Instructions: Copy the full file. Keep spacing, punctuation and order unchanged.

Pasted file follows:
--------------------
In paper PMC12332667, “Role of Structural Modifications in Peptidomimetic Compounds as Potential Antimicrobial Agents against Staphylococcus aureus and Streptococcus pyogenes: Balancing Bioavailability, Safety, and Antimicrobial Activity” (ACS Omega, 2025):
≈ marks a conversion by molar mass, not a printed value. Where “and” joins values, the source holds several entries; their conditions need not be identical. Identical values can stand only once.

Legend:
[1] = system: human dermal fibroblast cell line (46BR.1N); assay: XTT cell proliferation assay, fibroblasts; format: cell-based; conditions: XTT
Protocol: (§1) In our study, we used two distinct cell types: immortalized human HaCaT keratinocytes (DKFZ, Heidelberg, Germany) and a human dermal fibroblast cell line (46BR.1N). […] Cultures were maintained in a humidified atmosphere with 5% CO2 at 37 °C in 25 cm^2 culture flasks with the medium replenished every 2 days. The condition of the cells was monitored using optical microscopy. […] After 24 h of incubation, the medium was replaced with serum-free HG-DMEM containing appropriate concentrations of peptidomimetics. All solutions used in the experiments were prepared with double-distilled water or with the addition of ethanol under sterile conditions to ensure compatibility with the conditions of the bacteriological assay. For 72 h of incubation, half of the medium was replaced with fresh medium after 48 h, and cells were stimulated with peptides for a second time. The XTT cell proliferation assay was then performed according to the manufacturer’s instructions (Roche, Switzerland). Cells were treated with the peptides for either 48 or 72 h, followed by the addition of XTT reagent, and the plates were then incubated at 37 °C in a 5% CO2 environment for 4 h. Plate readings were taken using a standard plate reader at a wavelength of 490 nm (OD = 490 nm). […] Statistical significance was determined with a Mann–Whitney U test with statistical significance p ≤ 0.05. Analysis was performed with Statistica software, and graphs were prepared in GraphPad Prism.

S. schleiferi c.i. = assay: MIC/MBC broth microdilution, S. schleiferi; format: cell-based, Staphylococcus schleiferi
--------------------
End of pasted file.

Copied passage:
In paper PMC12332667, “Role of Structural Modifications in Peptidomimetic Compounds as Potential Antimicrobial Agents against Staphylococcus aureus and Streptococcus pyogenes: Balancing Bioavailability, Safety, and Antimicrobial Activity” (ACS Omega, 2025):
≈ marks a conversion by molar mass, not a printed value. Where “and” joins values, the source holds several entries; their conditions need not be identical. Identical values can stand only once.

Legend:
[1] = system: human dermal fibroblast cell line (46BR.1N); assay: XTT cell proliferation assay, fibroblasts; format: cell-based; conditions: XTT
Protocol: (§1) In our study, we used two distinct cell types: immortalized human HaCaT keratinocytes (DKFZ, Heidelberg, Germany) and a human dermal fibroblast cell line (46BR.1N). […] Cultures were maintained in a humidified atmosphere with 5% CO2 at 37 °C in 25 cm^2 culture flasks with the medium replenished every 2 days. The condition of the cells was monitored using optical microscopy. […] After 24 h of incubation, the medium was replaced with serum-free HG-DMEM containing appropriate concentrations of peptidomimetics. All solutions used in the experiments were prepared with double-distilled water or with the addition of ethanol under sterile conditions to ensure compatibility with the conditions of the bacteriological assay. For 72 h of incubation, half of the medium was replaced with fresh medium after 48 h, and cells were stimulated with peptides for a second time. The XTT cell proliferation assay was then performed according to the manufacturer’s instructions (Roche, Switzerland). Cells were treated with the peptides for either 48 or 72 h, followed by the addition of XTT reagent, and the plates were then incubated at 37 °C in a 5% CO2 environment for 4 h. Plate readings were taken using a standard plate reader at a wavelength of 490 nm (OD = 490 nm). […] Statistical significance was determined with a Mann–Whitney U test with statistical significance p ≤ 0.05. Analysis was performed with Statistica software, and graphs were prepared in GraphPad Prism.

S. schleiferi c.i. = assay: MIC/MBC broth microdilution, S. schleiferi; format: cell-based, Staphylococcus schleiferi